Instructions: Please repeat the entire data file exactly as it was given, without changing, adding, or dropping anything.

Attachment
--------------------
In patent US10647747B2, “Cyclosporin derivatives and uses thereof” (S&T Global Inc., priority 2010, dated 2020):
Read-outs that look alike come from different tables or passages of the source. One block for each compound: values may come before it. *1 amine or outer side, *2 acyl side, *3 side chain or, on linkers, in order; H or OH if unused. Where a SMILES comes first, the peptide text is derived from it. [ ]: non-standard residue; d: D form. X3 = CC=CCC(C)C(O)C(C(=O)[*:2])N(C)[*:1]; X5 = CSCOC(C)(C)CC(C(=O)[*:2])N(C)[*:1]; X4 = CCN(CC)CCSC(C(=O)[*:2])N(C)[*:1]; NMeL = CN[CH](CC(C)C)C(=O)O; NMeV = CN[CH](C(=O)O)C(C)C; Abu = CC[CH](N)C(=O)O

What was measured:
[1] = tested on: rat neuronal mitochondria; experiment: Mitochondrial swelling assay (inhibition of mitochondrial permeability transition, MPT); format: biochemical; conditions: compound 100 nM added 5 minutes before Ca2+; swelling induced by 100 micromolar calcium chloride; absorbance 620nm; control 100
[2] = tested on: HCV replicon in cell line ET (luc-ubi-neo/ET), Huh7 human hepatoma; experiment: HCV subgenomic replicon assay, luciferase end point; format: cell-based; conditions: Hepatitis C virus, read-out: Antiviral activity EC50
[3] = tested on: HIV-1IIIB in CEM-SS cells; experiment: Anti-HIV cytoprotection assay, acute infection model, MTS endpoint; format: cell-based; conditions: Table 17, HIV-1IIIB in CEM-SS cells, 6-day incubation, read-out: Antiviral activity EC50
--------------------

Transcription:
In patent US10647747B2, “Cyclosporin derivatives and uses thereof” (S&T Global Inc., priority 2010, dated 2020):
Read-outs that look alike come from different tables or passages of the source. One block for each compound: values may come before it. *1 amine or outer side, *2 acyl side, *3 side chain or, on linkers, in order; H or OH if unused. Where a SMILES comes first, the peptide text is derived from it. [ ]: non-standard residue; d: D form. X3 = CC=CCC(C)C(O)C(C(=O)[*:2])N(C)[*:1]; X5 = CSCOC(C)(C)CC(C(=O)[*:2])N(C)[*:1]; X4 = CCN(CC)CCSC(C(=O)[*:2])N(C)[*:1]; NMeL = CN[CH](CC(C)C)C(=O)O; NMeV = CN[CH](C(=O)O)C(C)C; Abu = CC[CH](N)C(=O)O

What was measured:
[1] = tested on: rat neuronal mitochondria; experiment: Mitochondrial swelling assay (inhibition of mitochondrial permeability transition, MPT); format: biochemical; conditions: compound 100 nM added 5 minutes before Ca2+; swelling induced by 100 micromolar calcium chloride; absorbance 620nm; control 100
[2] = tested on: HCV replicon in cell line ET (luc-ubi-neo/ET), Huh7 human hepatoma; experiment: HCV subgenomic replicon assay, luciferase end point; format: cell-based; conditions: Hepatitis C virus, read-out: Antiviral activity EC50
[3] = tested on: HIV-1IIIB in CEM-SS cells; experiment: Anti-HIV cytoprotection assay, acute infection model, MTS endpoint; format: cell-based; conditions: Table 17, HIV-1IIIB in CEM-SS cells, 6-day incubation, read-out: Antiviral activity EC50